The Canning House that emerged through the 1950s, 60s, 70s, 80s and 90s was at the heart of Latin America’s presence in Britain. The glory years of Belgrave Square - with its handsome rooms and remarkable library - allowed for a whirligig of social, educational and cultural gatherings.

They were wonderful decades, but it is also true to say - with regret - that Latin America has still, consistently, struggled, here in Britain, to command the attention that it deserves.

Canning House has kept the flame alive - often burning brightly - and, of course, we all recognise that there are many other areas of the world with compelling competing claims for Britain's attention.

Few people would argue that Latin America should be at the top of the league table in the hierarchy of Britain's foreign policy interests, but I think everyone in this room shares my belief that Latin America never-the-less warrants and deserves a prominent place at the table.

In so many areas - human rights, civil liberties, democracy, trade, environmentalism, sport, cultural affinity - in those areas, and more, Britain and Latin America march together in harmony. Our outlook is in synchronicity. Against the backdrop of a changing and uncertain global order, Britain and Latin America's shared instincts and natural affinity not only matter now, but will also come to matter even more.

And this will be reflected in the future ambitions of Canning House. We have - let us be honest, among friends - had some struggles over the past decade and more. The changing nature of membership organisations, and shocks such as Covid, created some tough times.

But Canning House has hung in there, organising great events, and bringing together the Latin American family. And now we look forward, because my message to you - as we gather for this special occasion - is that Canning House is rising strongly again. With new offices, new staff structures, new corporate members, and new purpose, we will remain the indispensable market leaders in promoting closer connections between Britain and Latin America. And all of you here must be part of that, helping Canning House to grow and thrive.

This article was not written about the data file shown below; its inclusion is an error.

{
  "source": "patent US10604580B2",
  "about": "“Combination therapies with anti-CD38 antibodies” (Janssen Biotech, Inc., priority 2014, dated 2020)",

And tonight we are celebrating a landmark anniversary for Canning House. Britain, Latin America, and the World have all changed - massively - since Viscount Davidson formed our great institution 80 years ago. But the underlying rational for our existence has not changed at all. Nor will it, as Canning House looks towards its centenary, and beyond.

I am delighted that we are joined tonight, to make the final speech, by the man who - and I can say this genuine authority - the man who has the best job in government. The Foreign Office Minister for Latin America, David Rutley. The Minister is a fantastic champion of Britain's links with Latin America, and a tireless traveller to the region, including - I believe - flying to Cuba tonight!

David - we are very grateful for your work in office, and delighted that you have joined us for our celebration.

Ladies and gentleman - everyone - thank you for your support for Canning House, and please welcome the Minister - our Minister - David Rutley.

Read David Rutley MP's keynote speech